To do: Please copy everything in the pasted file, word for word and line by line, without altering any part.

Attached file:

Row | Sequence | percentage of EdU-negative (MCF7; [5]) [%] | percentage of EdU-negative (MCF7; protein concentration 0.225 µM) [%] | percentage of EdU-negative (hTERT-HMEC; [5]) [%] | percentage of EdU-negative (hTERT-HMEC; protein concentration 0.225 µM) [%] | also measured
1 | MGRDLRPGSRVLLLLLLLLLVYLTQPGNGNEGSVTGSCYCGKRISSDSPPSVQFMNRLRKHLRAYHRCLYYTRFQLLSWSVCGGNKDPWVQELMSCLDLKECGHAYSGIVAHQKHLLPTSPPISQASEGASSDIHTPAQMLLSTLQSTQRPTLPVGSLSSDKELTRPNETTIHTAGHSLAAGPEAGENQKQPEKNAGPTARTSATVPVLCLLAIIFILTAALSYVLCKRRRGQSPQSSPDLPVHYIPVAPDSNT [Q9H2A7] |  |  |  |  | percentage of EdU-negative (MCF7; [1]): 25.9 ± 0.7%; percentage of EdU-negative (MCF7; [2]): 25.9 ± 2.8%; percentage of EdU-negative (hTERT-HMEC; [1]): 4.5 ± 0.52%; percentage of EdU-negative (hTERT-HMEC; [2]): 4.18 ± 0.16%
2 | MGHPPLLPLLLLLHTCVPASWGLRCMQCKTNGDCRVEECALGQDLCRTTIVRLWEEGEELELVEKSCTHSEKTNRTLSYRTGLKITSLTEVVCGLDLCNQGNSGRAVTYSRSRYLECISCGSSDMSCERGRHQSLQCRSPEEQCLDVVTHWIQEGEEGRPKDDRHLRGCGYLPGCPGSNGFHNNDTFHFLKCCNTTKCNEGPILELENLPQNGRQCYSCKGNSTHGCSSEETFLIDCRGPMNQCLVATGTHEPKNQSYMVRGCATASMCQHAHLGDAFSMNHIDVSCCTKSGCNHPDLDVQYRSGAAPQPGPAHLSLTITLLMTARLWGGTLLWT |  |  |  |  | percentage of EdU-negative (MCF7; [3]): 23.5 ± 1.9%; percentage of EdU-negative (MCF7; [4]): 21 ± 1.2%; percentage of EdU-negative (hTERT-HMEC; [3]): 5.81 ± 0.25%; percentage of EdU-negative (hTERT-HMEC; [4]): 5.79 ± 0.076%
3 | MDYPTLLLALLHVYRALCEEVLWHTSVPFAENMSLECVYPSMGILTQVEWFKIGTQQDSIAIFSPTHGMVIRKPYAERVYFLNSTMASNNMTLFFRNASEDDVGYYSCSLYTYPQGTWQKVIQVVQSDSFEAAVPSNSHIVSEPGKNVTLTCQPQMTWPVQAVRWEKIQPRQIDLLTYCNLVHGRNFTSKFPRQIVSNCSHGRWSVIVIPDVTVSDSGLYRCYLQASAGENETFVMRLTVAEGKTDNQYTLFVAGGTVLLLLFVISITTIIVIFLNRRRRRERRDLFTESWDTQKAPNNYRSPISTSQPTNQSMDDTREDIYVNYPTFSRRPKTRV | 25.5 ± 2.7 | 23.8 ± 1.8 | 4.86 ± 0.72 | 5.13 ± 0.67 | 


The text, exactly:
Row | Sequence | percentage of EdU-negative (MCF7; [5]) [%] | percentage of EdU-negative (MCF7; protein concentration 0.225 µM) [%] | percentage of EdU-negative (hTERT-HMEC; [5]) [%] | percentage of EdU-negative (hTERT-HMEC; protein concentration 0.225 µM) [%] | also measured
1 | MGRDLRPGSRVLLLLLLLLLVYLTQPGNGNEGSVTGSCYCGKRISSDSPPSVQFMNRLRKHLRAYHRCLYYTRFQLLSWSVCGGNKDPWVQELMSCLDLKECGHAYSGIVAHQKHLLPTSPPISQASEGASSDIHTPAQMLLSTLQSTQRPTLPVGSLSSDKELTRPNETTIHTAGHSLAAGPEAGENQKQPEKNAGPTARTSATVPVLCLLAIIFILTAALSYVLCKRRRGQSPQSSPDLPVHYIPVAPDSNT [Q9H2A7] |  |  |  |  | percentage of EdU-negative (MCF7; [1]): 25.9 ± 0.7%; percentage of EdU-negative (MCF7; [2]): 25.9 ± 2.8%; percentage of EdU-negative (hTERT-HMEC; [1]): 4.5 ± 0.52%; percentage of EdU-negative (hTERT-HMEC; [2]): 4.18 ± 0.16%
2 | MGHPPLLPLLLLLHTCVPASWGLRCMQCKTNGDCRVEECALGQDLCRTTIVRLWEEGEELELVEKSCTHSEKTNRTLSYRTGLKITSLTEVVCGLDLCNQGNSGRAVTYSRSRYLECISCGSSDMSCERGRHQSLQCRSPEEQCLDVVTHWIQEGEEGRPKDDRHLRGCGYLPGCPGSNGFHNNDTFHFLKCCNTTKCNEGPILELENLPQNGRQCYSCKGNSTHGCSSEETFLIDCRGPMNQCLVATGTHEPKNQSYMVRGCATASMCQHAHLGDAFSMNHIDVSCCTKSGCNHPDLDVQYRSGAAPQPGPAHLSLTITLLMTARLWGGTLLWT |  |  |  |  | percentage of EdU-negative (MCF7; [3]): 23.5 ± 1.9%; percentage of EdU-negative (MCF7; [4]): 21 ± 1.2%; percentage of EdU-negative (hTERT-HMEC; [3]): 5.81 ± 0.25%; percentage of EdU-negative (hTERT-HMEC; [4]): 5.79 ± 0.076%
3 | MDYPTLLLALLHVYRALCEEVLWHTSVPFAENMSLECVYPSMGILTQVEWFKIGTQQDSIAIFSPTHGMVIRKPYAERVYFLNSTMASNNMTLFFRNASEDDVGYYSCSLYTYPQGTWQKVIQVVQSDSFEAAVPSNSHIVSEPGKNVTLTCQPQMTWPVQAVRWEKIQPRQIDLLTYCNLVHGRNFTSKFPRQIVSNCSHGRWSVIVIPDVTVSDSGLYRCYLQASAGENETFVMRLTVAEGKTDNQYTLFVAGGTVLLLLFVISITTIIVIFLNRRRRRERRDLFTESWDTQKAPNNYRSPISTSQPTNQSMDDTREDIYVNYPTFSRRPKTRV | 25.5 ± 2.7 | 23.8 ± 1.8 | 4.86 ± 0.72 | 5.13 ± 0.67 | 